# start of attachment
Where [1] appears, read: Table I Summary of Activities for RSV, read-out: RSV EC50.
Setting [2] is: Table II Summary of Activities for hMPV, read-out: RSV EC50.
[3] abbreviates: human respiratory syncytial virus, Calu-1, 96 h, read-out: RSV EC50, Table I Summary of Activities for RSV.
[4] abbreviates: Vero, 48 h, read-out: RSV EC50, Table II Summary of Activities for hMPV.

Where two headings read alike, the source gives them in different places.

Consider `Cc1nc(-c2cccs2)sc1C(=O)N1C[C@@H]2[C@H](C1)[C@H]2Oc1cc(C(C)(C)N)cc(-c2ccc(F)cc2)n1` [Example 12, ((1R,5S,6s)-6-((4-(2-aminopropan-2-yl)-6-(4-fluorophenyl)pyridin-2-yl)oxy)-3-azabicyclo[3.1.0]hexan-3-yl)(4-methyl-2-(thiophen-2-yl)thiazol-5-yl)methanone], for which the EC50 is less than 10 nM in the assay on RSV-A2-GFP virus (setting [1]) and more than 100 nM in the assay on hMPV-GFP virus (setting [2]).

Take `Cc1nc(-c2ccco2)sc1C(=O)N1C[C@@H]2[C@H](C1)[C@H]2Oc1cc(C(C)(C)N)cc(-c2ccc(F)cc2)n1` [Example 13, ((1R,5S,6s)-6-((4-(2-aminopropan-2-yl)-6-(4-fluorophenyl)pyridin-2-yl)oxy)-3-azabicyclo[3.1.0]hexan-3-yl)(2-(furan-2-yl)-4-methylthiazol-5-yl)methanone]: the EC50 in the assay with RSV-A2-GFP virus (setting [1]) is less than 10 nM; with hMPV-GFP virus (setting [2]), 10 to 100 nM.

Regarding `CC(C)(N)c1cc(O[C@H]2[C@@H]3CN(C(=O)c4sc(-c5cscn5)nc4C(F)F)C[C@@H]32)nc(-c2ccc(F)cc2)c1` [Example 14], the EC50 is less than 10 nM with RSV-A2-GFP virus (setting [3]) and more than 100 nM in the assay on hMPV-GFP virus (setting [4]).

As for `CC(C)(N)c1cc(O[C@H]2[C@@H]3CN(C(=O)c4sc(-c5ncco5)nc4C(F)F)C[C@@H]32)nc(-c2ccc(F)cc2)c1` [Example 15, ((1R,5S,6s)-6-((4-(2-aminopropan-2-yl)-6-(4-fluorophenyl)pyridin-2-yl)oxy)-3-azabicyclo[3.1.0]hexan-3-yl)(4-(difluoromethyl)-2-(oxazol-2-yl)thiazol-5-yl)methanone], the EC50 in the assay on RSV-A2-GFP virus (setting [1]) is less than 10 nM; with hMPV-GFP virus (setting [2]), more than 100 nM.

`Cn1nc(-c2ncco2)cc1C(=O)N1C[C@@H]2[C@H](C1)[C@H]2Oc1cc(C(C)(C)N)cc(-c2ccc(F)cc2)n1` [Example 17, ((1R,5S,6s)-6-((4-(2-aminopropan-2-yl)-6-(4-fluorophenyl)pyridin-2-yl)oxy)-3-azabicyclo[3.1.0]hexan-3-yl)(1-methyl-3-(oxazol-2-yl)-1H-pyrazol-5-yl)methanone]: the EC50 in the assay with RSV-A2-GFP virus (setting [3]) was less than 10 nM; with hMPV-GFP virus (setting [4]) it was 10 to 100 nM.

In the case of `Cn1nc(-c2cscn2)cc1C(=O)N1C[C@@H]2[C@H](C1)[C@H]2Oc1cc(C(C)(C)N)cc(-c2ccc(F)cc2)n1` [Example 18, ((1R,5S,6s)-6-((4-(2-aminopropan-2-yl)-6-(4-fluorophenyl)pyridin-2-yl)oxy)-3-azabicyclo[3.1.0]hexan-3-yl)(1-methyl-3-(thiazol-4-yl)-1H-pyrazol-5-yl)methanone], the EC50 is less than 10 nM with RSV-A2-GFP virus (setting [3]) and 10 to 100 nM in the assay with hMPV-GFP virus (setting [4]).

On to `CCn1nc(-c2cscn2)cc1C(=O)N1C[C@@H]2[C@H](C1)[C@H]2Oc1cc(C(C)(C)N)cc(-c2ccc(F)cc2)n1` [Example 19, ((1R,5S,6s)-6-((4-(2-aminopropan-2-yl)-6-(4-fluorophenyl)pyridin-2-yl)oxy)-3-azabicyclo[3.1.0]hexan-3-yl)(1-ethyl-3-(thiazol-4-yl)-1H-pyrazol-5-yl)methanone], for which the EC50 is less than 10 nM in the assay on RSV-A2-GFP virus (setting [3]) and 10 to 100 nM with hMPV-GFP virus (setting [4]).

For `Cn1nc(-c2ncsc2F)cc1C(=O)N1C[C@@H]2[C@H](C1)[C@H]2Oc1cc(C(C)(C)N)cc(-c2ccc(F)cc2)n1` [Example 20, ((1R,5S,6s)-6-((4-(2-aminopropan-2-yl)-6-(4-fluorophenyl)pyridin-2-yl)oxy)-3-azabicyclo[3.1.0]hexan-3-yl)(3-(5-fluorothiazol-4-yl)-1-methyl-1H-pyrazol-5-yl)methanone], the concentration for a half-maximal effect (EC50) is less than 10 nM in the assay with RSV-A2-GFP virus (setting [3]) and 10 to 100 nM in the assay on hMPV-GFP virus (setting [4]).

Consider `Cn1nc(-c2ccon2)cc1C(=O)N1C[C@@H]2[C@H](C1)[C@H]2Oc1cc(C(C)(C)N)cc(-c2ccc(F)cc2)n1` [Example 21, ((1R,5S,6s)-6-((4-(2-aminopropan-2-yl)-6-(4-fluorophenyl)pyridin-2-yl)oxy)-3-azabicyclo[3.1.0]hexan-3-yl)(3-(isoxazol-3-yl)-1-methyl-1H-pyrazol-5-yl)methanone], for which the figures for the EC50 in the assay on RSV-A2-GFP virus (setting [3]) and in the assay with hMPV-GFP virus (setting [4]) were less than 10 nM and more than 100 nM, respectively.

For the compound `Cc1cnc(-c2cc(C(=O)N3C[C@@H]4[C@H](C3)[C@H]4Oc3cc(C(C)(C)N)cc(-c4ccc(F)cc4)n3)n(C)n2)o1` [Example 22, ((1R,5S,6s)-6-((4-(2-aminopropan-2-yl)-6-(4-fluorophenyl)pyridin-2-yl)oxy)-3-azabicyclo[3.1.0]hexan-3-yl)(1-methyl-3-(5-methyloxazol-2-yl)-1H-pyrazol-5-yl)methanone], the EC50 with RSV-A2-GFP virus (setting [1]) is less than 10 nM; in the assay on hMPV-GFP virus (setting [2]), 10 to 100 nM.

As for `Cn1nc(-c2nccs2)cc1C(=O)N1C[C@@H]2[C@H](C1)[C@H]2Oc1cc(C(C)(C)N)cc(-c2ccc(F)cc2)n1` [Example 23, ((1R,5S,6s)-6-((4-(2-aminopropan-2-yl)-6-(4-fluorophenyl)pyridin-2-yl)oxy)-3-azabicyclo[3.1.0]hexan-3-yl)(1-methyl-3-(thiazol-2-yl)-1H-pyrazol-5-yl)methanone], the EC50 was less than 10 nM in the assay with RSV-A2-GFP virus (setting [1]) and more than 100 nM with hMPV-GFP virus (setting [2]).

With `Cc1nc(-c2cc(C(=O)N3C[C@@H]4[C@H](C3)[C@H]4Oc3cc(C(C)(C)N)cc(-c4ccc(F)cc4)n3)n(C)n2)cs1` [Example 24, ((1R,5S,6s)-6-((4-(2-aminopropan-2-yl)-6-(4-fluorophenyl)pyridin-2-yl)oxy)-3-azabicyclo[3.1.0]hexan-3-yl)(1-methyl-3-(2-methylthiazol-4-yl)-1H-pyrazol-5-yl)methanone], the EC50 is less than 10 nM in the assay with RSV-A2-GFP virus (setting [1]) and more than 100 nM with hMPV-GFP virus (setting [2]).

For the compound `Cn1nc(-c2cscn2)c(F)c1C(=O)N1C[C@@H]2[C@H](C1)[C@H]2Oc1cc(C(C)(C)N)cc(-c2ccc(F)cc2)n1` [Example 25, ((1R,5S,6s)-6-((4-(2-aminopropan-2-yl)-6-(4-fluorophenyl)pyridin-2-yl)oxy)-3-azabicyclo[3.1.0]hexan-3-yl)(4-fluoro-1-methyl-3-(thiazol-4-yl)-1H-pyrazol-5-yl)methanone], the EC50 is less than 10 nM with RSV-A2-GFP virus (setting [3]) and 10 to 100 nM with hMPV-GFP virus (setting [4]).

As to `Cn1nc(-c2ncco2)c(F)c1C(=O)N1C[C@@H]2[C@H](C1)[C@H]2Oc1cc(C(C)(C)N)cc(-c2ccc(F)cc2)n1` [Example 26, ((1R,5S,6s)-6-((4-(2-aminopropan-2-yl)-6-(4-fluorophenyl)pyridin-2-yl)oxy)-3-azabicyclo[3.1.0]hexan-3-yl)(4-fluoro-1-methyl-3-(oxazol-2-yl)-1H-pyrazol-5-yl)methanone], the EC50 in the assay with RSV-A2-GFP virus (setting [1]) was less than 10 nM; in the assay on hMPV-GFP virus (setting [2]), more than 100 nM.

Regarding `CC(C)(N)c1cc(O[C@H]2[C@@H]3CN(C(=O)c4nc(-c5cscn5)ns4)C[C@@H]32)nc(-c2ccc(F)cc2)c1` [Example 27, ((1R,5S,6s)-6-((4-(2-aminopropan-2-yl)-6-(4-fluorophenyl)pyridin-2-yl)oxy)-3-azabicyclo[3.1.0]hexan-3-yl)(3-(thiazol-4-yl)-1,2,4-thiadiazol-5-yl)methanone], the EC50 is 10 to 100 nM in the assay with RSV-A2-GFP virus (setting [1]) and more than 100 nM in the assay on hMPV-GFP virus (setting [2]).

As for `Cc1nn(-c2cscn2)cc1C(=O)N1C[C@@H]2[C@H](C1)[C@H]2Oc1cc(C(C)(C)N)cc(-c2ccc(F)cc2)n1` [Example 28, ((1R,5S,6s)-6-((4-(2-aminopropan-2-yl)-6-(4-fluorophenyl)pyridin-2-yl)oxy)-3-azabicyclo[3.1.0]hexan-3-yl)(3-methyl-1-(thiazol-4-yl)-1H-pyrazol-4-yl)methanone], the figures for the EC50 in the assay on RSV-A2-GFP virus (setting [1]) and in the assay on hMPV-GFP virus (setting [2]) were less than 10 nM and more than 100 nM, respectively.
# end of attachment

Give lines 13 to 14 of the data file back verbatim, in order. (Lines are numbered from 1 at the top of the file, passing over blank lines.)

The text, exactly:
For `Cn1nc(-c2ncsc2F)cc1C(=O)N1C[C@@H]2[C@H](C1)[C@H]2Oc1cc(C(C)(C)N)cc(-c2ccc(F)cc2)n1` [Example 20, ((1R,5S,6s)-6-((4-(2-aminopropan-2-yl)-6-(4-fluorophenyl)pyridin-2-yl)oxy)-3-azabicyclo[3.1.0]hexan-3-yl)(3-(5-fluorothiazol-4-yl)-1-methyl-1H-pyrazol-5-yl)methanone], the concentration for a half-maximal effect (EC50) is less than 10 nM in the assay with RSV-A2-GFP virus (setting [3]) and 10 to 100 nM in the assay on hMPV-GFP virus (setting [4]).

Consider `Cn1nc(-c2ccon2)cc1C(=O)N1C[C@@H]2[C@H](C1)[C@H]2Oc1cc(C(C)(C)N)cc(-c2ccc(F)cc2)n1` [Example 21, ((1R,5S,6s)-6-((4-(2-aminopropan-2-yl)-6-(4-fluorophenyl)pyridin-2-yl)oxy)-3-azabicyclo[3.1.0]hexan-3-yl)(3-(isoxazol-3-yl)-1-methyl-1H-pyrazol-5-yl)methanone], for which the figures for the EC50 in the assay on RSV-A2-GFP virus (setting [3]) and in the assay with hMPV-GFP virus (setting [4]) were less than 10 nM and more than 100 nM, respectively.